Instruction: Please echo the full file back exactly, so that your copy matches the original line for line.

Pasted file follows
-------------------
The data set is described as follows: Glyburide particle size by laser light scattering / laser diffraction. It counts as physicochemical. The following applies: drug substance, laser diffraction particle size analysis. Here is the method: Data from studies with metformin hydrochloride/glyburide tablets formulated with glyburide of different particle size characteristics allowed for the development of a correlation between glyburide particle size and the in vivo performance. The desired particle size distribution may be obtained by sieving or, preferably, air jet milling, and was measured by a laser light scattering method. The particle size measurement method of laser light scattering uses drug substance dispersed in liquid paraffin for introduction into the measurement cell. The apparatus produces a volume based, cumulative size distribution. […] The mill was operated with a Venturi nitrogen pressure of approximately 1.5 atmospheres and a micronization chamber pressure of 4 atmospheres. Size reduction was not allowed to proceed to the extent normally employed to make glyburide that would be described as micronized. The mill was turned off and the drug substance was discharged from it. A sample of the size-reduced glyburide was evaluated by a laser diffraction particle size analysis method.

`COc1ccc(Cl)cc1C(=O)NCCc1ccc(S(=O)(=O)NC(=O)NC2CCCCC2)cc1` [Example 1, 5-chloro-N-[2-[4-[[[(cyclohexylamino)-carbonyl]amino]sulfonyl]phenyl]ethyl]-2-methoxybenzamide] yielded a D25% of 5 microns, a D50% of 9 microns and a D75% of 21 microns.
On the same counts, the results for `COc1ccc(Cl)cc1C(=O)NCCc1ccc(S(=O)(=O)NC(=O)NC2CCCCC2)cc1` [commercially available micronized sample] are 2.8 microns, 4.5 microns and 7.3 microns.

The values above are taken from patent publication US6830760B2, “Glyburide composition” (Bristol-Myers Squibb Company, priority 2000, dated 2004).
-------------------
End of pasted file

The data set is described as follows: Glyburide particle size by laser light scattering / laser diffraction. It counts as physicochemical. The following applies: drug substance, laser diffraction particle size analysis. Here is the method: Data from studies with metformin hydrochloride/glyburide tablets formulated with glyburide of different particle size characteristics allowed for the development of a correlation between glyburide particle size and the in vivo performance. The desired particle size distribution may be obtained by sieving or, preferably, air jet milling, and was measured by a laser light scattering method. The particle size measurement method of laser light scattering uses drug substance dispersed in liquid paraffin for introduction into the measurement cell. The apparatus produces a volume based, cumulative size distribution. […] The mill was operated with a Venturi nitrogen pressure of approximately 1.5 atmospheres and a micronization chamber pressure of 4 atmospheres. Size reduction was not allowed to proceed to the extent normally employed to make glyburide that would be described as micronized. The mill was turned off and the drug substance was discharged from it. A sample of the size-reduced glyburide was evaluated by a laser diffraction particle size analysis method.

`COc1ccc(Cl)cc1C(=O)NCCc1ccc(S(=O)(=O)NC(=O)NC2CCCCC2)cc1` [Example 1, 5-chloro-N-[2-[4-[[[(cyclohexylamino)-carbonyl]amino]sulfonyl]phenyl]ethyl]-2-methoxybenzamide] yielded a D25% of 5 microns, a D50% of 9 microns and a D75% of 21 microns.
On the same counts, the results for `COc1ccc(Cl)cc1C(=O)NCCc1ccc(S(=O)(=O)NC(=O)NC2CCCCC2)cc1` [commercially available micronized sample] are 2.8 microns, 4.5 microns and 7.3 microns.

The values above are taken from patent publication US6830760B2, “Glyburide composition” (Bristol-Myers Squibb Company, priority 2000, dated 2004).